This piece was originally published by about:intel and is reprinted here with the permission of same.
Two years after the European Commission released an omnibus Data Strategy, it has proposed the Data Act, the last major component of its legislative plans to reshape Europe’s digital economy. The Data Act is intended to stimulate the re-use of data generated by the burgeoning number of connected or ‘smart’ products and services that transmit information back to manufacturers and service providers. The Act would grant economic rights to owners and users of these products and services, and it also would establish mechanisms to facilitate data reuse. It would apply primarily in the business-to-business context.
Most of the data covered by the Data Act is considered ‘non-personal’, in that it relates to industrial products and services rather than to individuals, although it is not uncommonly mixed with personal data as well. A recent economic study found that commercially sensitive non-personal data is the most common type of data to be shared across borders, ahead of personal data.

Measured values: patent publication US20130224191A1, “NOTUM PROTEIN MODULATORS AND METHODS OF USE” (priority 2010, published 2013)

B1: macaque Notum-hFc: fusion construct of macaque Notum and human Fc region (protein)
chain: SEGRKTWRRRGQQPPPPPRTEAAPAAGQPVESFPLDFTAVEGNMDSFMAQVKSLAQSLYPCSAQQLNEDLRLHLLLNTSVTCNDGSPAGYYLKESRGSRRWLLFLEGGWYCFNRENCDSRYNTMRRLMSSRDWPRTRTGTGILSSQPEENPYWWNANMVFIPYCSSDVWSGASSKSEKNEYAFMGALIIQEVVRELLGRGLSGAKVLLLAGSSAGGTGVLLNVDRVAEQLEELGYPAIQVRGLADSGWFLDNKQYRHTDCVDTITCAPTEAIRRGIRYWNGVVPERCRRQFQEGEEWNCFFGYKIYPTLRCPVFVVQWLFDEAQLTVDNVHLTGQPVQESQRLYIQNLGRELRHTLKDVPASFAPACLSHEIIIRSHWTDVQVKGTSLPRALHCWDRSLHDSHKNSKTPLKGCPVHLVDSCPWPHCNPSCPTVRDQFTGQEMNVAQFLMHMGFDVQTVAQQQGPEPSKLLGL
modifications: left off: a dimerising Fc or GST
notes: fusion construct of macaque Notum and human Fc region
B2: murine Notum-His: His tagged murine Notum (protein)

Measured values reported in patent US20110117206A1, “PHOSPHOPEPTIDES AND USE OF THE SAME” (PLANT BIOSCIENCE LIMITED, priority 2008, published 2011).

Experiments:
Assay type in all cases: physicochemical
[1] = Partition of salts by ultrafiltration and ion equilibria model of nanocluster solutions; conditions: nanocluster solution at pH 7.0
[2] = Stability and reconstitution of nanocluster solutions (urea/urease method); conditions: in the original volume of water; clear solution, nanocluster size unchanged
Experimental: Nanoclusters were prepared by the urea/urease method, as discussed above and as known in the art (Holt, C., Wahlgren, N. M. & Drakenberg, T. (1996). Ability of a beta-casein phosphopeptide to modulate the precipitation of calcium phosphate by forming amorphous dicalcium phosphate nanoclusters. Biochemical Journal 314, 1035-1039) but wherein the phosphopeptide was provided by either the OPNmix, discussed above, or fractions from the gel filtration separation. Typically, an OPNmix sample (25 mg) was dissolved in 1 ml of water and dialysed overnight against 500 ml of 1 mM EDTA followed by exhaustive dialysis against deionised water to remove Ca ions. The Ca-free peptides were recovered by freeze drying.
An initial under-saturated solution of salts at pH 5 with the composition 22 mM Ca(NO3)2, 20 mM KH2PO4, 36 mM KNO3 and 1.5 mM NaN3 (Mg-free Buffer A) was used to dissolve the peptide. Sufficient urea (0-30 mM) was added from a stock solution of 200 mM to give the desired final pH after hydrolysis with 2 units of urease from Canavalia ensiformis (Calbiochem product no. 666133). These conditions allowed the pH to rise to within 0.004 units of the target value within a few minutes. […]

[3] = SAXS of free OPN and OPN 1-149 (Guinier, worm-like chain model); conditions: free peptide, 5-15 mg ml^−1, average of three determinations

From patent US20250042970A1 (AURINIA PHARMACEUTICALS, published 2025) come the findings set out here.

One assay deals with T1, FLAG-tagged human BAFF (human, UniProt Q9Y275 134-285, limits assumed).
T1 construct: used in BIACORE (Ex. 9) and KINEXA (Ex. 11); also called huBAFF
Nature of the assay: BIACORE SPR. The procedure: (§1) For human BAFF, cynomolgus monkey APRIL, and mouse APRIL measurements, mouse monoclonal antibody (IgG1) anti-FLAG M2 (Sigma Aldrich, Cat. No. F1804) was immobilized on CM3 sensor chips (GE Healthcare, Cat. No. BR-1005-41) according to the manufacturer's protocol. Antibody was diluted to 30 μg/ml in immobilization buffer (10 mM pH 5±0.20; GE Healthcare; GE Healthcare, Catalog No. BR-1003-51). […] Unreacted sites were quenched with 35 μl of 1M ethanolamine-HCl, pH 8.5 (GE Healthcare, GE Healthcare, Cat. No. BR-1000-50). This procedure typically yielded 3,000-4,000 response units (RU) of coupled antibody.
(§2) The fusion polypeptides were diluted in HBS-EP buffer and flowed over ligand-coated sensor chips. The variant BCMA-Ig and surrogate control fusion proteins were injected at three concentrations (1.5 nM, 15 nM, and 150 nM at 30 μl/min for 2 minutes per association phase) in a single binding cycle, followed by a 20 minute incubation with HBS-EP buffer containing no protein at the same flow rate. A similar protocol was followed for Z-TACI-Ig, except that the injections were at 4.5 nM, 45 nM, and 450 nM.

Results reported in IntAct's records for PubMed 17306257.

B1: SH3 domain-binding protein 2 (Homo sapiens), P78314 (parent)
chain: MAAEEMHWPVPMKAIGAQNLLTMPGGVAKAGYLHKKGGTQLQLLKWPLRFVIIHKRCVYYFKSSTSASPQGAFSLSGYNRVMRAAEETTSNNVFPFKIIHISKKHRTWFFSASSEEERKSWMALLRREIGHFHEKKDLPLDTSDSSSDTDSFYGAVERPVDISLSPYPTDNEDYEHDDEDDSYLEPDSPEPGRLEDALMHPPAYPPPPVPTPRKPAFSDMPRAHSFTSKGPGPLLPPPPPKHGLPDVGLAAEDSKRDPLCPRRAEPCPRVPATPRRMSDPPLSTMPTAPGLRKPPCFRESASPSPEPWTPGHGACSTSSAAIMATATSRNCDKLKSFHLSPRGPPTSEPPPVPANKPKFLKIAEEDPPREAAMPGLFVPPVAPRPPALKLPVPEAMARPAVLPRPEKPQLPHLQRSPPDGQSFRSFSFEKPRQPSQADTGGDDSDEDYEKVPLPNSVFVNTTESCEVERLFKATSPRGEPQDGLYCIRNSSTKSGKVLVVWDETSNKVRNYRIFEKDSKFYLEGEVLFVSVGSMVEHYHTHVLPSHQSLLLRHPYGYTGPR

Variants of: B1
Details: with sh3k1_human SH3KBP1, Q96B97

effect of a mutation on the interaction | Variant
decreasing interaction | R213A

Why are Transfer Safeguards for Non-Personal Data Necessary?
The Commission believes that international transfers of non-personal data require a counterpart regulatory structure to what exists for personal data under the General Data Protection Regulation (GDPR). In both cases, it sees a common external threat — extraterritorial foreign laws. The impact assessment for the Data Act identifies two U.S. signals intelligence authorities, Section 702 of the Foreign Intelligence Surveillance Act (FISA) and Executive Order 12333, as well as China’s 2017 National Intelligence Law. The Commission also cites the US CLOUD Act, which allows U.S. law enforcement to demand information held abroad by cloud service providers subject to U.S. jurisdiction.